I'd break your testing into three steps:
1. Planning and deciding what data you want to end up with post-testing.
2. Perform the tests, using data collection methods to make sure you're capturing what you wanted in step 1.
3. Deciding how you'll interpret the data, and any changes you'll make to the game as a result.
I think it's useful to consider first the end result that you want. Why are you doing the tests? Are you hoping to find a bunch of bugs? Maybe you want to test to see if your game has that 'fun factor'? Are you looking to start them from the beginning like an ordinary player would, or would you rather they focus test a specific level or game mechanic? In most cases it's probably all of the above, but I think there's still a lot of value in knowing what you hope to end up with at the end of the testing.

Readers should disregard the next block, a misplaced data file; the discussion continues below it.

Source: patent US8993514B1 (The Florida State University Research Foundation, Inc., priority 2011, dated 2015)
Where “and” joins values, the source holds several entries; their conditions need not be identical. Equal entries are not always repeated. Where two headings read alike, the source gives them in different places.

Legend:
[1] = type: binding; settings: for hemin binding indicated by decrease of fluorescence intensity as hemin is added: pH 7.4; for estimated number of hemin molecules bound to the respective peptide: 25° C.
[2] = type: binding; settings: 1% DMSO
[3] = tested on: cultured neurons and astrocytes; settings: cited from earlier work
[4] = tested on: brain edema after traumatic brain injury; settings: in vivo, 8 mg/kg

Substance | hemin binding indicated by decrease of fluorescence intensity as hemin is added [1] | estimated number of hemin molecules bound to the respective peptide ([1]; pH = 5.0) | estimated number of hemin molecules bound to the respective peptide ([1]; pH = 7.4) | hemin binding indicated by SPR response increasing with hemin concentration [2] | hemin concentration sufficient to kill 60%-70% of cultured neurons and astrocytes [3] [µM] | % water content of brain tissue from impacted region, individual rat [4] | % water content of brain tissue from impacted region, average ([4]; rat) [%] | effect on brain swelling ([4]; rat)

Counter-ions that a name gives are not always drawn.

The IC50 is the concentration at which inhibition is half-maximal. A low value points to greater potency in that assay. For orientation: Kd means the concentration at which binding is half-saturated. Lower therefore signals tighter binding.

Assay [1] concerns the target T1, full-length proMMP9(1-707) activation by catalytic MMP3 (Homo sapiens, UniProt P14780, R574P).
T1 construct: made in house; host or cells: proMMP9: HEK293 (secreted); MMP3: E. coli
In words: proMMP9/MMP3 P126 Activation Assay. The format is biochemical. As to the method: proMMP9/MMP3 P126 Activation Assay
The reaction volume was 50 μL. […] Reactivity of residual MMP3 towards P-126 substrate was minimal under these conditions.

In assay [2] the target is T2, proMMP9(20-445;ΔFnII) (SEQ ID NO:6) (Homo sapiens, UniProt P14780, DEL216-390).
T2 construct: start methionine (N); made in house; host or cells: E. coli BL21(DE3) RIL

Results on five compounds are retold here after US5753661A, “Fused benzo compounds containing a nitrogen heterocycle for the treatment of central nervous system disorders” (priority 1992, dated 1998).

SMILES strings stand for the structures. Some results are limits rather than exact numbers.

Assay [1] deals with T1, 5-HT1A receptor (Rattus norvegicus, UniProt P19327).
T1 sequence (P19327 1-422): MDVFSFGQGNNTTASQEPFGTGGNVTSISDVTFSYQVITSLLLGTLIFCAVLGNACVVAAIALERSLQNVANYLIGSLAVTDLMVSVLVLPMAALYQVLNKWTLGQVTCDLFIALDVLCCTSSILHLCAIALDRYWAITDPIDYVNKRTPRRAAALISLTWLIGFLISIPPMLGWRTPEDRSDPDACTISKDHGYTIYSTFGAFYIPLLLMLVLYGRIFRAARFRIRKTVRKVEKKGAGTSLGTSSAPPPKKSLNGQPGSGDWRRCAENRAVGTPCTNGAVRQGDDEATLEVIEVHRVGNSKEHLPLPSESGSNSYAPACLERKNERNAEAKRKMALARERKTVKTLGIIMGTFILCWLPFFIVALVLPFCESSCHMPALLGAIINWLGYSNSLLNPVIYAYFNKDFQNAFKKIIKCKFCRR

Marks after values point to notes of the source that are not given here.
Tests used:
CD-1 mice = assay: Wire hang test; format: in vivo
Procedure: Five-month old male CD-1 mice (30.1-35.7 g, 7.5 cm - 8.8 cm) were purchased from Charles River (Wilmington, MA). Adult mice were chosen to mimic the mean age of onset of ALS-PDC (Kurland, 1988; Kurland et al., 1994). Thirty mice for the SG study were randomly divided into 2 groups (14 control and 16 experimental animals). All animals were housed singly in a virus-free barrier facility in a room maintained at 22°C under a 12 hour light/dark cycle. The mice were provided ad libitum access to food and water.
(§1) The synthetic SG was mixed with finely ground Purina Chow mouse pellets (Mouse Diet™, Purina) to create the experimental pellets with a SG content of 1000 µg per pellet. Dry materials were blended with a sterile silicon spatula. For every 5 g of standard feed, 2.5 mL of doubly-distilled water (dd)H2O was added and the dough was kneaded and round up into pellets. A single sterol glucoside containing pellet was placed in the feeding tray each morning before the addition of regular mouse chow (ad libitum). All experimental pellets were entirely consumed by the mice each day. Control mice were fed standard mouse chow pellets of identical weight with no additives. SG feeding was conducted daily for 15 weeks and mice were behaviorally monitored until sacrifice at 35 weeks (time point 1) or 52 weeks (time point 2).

These questions all help you develop a testing structure. If you're looking to see how easy the game is to pick up for a beginner, then don't tell them anything and let them loose. In fact you probably don't want to tell them much in general unless you have a reason for doing so. The less preconceptions they have the better they can judge your game on its own merits. Maybe it's just a preliminary round of bug testing you're after, in this case I might just tell the players to go nuts, and to break the game if they can.
All of this could be a poor use of time though if you don't make sure you have some way to capture what they're doing whether it's watching over their shoulder and taking notes, screen capping them, or recording what actions they take from within the game itself. Just remember that your small number of testers aren't necessarily indicative of your playerbase at large, and that they are there to help you, not to design your game. Don't feel like you have to implement all of the changes they might suggest.